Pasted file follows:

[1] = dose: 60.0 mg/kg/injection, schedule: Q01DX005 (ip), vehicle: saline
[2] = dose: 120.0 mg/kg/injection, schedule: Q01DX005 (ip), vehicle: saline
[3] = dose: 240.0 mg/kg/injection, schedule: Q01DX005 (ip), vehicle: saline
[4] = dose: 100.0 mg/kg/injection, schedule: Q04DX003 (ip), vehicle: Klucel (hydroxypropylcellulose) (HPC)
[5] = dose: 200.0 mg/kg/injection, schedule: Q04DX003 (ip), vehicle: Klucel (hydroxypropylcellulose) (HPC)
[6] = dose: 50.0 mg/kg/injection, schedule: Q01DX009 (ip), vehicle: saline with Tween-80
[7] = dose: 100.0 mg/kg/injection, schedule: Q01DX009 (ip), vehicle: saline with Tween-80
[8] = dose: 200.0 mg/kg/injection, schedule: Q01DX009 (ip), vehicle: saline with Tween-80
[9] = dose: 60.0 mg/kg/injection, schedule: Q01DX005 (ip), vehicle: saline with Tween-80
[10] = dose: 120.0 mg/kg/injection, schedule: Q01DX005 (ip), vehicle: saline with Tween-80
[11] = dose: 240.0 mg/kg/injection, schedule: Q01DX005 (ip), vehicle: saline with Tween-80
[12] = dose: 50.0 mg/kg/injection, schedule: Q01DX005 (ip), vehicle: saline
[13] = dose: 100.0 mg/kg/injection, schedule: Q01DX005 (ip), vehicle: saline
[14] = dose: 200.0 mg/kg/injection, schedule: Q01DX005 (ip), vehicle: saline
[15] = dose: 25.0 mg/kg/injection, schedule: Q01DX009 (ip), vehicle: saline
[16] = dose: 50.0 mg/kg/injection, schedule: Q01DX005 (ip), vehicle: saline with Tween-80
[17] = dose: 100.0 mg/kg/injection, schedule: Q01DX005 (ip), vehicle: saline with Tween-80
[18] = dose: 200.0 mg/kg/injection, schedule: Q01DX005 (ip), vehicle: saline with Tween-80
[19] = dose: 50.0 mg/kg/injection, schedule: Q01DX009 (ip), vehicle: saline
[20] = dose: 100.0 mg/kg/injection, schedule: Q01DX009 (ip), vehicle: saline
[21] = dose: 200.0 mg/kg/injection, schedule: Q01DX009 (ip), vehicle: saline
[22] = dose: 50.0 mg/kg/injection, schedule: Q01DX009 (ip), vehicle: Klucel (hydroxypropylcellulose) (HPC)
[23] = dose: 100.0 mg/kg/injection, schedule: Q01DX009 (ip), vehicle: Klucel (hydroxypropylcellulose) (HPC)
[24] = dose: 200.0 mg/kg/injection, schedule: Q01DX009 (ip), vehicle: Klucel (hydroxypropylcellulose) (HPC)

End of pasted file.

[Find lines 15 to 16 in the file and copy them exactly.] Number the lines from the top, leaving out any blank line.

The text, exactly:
[15] = dose: 25.0 mg/kg/injection, schedule: Q01DX009 (ip), vehicle: saline
[16] = dose: 50.0 mg/kg/injection, schedule: Q01DX005 (ip), vehicle: saline with Tween-80